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CV Industry: Is there steam left? - Views on News from Equitymaster
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CV Industry: Is there steam left?
May 24, 2005

Growth of the commercial vehicle (CV) industry, as carriers of goods, is one of the key barometers of measuring the growth of the Indian economy. Like an economy however, the CV industry goes through cycles and therefore, gauging from historical evidence (going back 30 years), the performance has not been consistent. In this article, we analyse the factors that influence CV demand and where do we see this industry in the long-term. To start of with, here are some facts to prove that CV demand is cyclical in nature. After growing at a steady rate of 5% CAGR during FY71-FY90 (witnessing ups and downs during the intermittent period), it grew at a CAGR of 22% during FY94-FY97. From FY97 to FY02, the ride had been very bumpy. However, in the last three years (FY02-FY05), the industry has been recovered sharply with the M&HCV (medium and heavy commercial vehicles) and LCVs (light commercial vehicles) registering CAGR of 31% and 41% respectively.

Having looked at the historical volume trend, there are some concerns facing the industry currently. Firm crude prices, expectations of hardening of interest rates and rapid volume growth in the last three years have raise doubts regarding the continuity of the demand surge. On the face of it, the concerns are genuine, but we try and reflect the other side.

Let us first begin with the factors that affect the CV industry.

  • Gross Domestic Production (GDP)

  • Infrastructure development

  • Interest rates

  • Fuel prices

GDP – The industrial sector influence:  As can be seen from the chart, there is a direct correlation between the Index of Industrial Production (IIP) and the performance of the CV industry. As the industrial output increases (led by manufacturing), the need for transportation also increases, which includes metals, consumer goods, infrastructure development, mining, oil and lubricant sectors. Except for FY97, the performance of the industry is directly impacted by the performance of industrial production.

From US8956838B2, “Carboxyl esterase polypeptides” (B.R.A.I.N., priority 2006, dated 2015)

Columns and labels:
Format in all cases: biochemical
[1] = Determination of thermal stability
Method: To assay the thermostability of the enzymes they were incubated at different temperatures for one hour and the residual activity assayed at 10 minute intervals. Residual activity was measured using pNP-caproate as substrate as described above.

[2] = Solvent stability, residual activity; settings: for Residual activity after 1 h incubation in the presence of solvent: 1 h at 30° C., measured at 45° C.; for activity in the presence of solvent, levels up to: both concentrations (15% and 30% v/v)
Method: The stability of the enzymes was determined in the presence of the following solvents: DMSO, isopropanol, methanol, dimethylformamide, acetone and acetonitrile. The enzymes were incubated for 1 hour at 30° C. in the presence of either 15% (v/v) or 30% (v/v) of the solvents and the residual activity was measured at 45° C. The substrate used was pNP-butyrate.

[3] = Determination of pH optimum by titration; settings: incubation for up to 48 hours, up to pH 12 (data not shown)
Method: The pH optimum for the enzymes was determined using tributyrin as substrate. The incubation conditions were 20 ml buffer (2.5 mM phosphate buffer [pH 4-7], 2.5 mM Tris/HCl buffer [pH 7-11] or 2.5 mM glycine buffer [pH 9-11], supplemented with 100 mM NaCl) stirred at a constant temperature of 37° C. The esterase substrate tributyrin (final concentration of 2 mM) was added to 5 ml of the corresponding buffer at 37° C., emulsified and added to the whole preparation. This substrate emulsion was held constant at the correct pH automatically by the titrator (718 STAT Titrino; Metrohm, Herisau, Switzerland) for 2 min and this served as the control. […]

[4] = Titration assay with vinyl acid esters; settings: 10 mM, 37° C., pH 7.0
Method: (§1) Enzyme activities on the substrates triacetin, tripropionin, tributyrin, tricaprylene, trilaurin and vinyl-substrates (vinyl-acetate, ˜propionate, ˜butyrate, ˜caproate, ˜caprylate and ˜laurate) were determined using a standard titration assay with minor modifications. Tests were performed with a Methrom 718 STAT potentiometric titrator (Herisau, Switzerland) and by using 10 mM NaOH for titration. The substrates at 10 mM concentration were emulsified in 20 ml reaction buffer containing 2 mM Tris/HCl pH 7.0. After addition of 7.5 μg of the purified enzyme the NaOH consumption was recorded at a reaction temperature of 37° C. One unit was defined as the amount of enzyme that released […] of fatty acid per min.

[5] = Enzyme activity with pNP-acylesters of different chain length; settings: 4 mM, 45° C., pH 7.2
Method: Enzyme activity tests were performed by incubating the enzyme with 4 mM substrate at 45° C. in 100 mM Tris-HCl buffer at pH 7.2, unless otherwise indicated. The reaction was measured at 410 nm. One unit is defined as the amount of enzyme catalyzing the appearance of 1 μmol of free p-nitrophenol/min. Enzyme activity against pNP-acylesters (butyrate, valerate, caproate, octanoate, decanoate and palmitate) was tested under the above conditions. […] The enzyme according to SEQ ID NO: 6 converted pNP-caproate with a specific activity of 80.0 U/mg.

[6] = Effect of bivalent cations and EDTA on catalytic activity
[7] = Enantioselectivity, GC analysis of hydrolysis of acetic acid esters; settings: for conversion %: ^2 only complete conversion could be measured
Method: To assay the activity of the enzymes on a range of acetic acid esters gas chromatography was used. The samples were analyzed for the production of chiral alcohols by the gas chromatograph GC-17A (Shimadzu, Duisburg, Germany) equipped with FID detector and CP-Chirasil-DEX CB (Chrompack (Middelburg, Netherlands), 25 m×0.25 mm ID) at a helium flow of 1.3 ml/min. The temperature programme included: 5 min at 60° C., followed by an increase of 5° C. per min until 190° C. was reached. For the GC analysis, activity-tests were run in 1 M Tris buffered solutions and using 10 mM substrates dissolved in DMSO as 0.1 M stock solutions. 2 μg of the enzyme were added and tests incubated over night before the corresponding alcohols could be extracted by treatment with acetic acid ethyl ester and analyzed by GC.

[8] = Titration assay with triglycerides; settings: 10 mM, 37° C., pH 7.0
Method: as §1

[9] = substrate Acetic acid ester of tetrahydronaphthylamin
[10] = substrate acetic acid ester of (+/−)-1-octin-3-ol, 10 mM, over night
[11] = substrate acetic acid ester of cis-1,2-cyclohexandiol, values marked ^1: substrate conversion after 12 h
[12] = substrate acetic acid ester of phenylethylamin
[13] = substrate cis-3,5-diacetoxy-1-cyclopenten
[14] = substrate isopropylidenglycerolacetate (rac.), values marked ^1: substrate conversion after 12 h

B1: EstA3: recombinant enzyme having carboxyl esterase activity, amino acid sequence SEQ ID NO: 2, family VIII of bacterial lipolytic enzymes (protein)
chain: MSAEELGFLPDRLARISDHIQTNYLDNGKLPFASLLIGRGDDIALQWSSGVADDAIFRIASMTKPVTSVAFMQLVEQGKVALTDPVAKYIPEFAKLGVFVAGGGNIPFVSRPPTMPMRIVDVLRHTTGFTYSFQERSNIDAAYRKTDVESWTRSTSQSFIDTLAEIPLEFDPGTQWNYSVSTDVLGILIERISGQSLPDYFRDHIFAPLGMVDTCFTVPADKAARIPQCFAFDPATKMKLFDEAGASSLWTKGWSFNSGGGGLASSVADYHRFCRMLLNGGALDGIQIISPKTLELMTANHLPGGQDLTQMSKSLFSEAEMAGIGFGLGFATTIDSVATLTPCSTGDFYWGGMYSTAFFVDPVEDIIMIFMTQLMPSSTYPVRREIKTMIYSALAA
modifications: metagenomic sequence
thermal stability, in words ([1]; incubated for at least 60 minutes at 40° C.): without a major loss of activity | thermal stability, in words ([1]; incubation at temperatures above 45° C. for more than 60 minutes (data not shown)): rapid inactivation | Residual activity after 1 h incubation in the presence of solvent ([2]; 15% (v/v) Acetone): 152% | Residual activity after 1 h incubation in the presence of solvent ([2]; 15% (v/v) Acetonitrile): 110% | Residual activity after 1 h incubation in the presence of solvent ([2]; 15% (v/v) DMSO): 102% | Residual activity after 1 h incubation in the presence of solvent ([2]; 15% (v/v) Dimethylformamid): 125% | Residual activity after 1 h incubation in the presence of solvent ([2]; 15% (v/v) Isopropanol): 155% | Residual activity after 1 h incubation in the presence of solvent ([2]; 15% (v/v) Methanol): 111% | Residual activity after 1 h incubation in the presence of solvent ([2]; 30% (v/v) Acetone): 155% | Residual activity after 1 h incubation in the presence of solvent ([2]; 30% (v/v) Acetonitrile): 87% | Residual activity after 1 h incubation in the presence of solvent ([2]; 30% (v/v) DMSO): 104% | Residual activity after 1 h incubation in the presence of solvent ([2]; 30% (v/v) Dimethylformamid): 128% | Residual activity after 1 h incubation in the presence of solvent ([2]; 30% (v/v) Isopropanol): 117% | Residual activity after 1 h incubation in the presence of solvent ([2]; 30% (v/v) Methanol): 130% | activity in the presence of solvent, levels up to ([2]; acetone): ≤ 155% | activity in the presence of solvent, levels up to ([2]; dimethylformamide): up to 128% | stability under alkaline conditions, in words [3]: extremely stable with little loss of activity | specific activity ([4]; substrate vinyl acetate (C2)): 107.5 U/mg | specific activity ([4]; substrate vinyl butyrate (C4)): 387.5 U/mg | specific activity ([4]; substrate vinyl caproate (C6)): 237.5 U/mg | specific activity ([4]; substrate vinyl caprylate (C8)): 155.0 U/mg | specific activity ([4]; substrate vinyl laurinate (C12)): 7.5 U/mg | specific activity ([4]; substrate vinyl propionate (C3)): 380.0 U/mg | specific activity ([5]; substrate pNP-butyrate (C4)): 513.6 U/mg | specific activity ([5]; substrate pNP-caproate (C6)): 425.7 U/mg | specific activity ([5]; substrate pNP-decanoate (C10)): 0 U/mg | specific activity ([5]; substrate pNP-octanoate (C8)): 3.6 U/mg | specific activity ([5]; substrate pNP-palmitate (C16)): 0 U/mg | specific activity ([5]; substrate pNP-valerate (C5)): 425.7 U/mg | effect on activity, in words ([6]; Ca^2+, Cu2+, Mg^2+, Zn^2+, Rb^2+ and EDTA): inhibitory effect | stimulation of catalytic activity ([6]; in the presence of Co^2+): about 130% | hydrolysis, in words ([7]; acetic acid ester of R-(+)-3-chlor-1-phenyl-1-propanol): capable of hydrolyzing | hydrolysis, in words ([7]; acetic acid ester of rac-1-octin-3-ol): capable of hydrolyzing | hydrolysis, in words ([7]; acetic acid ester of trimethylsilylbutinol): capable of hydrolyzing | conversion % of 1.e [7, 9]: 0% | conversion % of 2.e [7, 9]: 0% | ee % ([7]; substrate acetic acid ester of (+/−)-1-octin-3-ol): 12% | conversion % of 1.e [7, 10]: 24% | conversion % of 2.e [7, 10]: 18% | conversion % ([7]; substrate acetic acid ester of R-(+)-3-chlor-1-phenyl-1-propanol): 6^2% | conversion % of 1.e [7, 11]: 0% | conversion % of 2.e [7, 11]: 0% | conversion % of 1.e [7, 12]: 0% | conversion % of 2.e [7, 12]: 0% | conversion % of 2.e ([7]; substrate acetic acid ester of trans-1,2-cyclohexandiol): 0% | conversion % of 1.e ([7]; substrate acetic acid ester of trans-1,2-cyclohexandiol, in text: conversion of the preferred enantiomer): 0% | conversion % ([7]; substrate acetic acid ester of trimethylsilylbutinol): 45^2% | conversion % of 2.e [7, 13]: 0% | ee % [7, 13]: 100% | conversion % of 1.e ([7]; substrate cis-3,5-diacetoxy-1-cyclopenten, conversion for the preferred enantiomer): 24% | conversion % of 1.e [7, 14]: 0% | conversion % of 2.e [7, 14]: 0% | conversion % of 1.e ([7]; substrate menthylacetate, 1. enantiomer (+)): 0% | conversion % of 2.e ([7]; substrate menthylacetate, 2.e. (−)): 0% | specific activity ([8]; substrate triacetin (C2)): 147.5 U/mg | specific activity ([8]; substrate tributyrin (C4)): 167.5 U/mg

The reasons for the sharp rise in CV demand in FY97 were due to excessive buying of CVs that were largely financed. During that period, it has to be remembered that the corporate sector was aggressively expanding (the first phase of significant expansion post liberalization) and everyone overestimated the demand potential for goods. Inadequate investment in infrastructure sectors like power and transport, mismatch in capacity creation and its utilisation and decline in the production of capital goods were some of the reasons for relatively unimpressive performance of the industrial sector during the FY98-FY02. On the external side, the after-effects of the East Asian crisis, September 11 attacks on the US and a weaker global economy affected demand impacted the industry fortunes. On the back of the aforesaid factors, both the manufacturing index and CV demand fell.

Going forward, the Indian economy is poised for a sustainable growth, with the industry predicting GDP growth rate of 6.5% to 7.5% for the next 2 to 3 years. With the Indian economy being further opened and foreign direct investment (FDI) in various sectors being allowed, global majors are looking upon Indian as a sourcing hub (currently, India’s relative contribution in the global trade is miniscule as compared to its competitors). Similarly, increasing thrust of government on public-private partnerships in different spheres of the economy will be able to fuel industrial production. Apart from this, Indian corporate houses have lined up huge expansion plans in coming few years (after a gap of almost 5 years). This, we believe, is a positive for the CV sector.

Infrastructure:  Traditionally, India has been lacking in infrastructure. Though estimates vary, before 2000, not more than 200 km of roads were developed annually. This significantly affected freight operators, as their margins were affected because of low level of efficiencies (inability to carry large tonnages being one of them), increasing lead-time and higher maintenance cost (due to poor quality of roads). To put things in perspective, out of the total length of 3.3 m kilometers, highways account for less than 5% of the total area but manage freight traffic of approximately 45%.